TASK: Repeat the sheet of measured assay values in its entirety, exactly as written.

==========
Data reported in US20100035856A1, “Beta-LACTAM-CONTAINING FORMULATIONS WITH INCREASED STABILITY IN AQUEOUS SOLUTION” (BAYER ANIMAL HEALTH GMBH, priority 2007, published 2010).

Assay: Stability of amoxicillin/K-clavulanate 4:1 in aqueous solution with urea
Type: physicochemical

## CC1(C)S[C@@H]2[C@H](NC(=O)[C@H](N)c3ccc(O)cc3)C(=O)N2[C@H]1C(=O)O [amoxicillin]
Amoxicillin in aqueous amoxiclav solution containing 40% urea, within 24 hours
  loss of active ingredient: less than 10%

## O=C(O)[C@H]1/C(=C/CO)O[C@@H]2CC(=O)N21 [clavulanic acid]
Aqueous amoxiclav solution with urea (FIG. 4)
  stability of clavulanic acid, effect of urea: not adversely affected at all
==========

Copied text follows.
Data reported in US20100035856A1, “Beta-LACTAM-CONTAINING FORMULATIONS WITH INCREASED STABILITY IN AQUEOUS SOLUTION” (BAYER ANIMAL HEALTH GMBH, priority 2007, published 2010).

Assay: Stability of amoxicillin/K-clavulanate 4:1 in aqueous solution with urea
Type: physicochemical

## CC1(C)S[C@@H]2[C@H](NC(=O)[C@H](N)c3ccc(O)cc3)C(=O)N2[C@H]1C(=O)O [amoxicillin]
Amoxicillin in aqueous amoxiclav solution containing 40% urea, within 24 hours
  loss of active ingredient: less than 10%

## O=C(O)[C@H]1/C(=C/CO)O[C@@H]2CC(=O)N21 [clavulanic acid]
Aqueous amoxiclav solution with urea (FIG. 4)
  stability of clavulanic acid, effect of urea: not adversely affected at all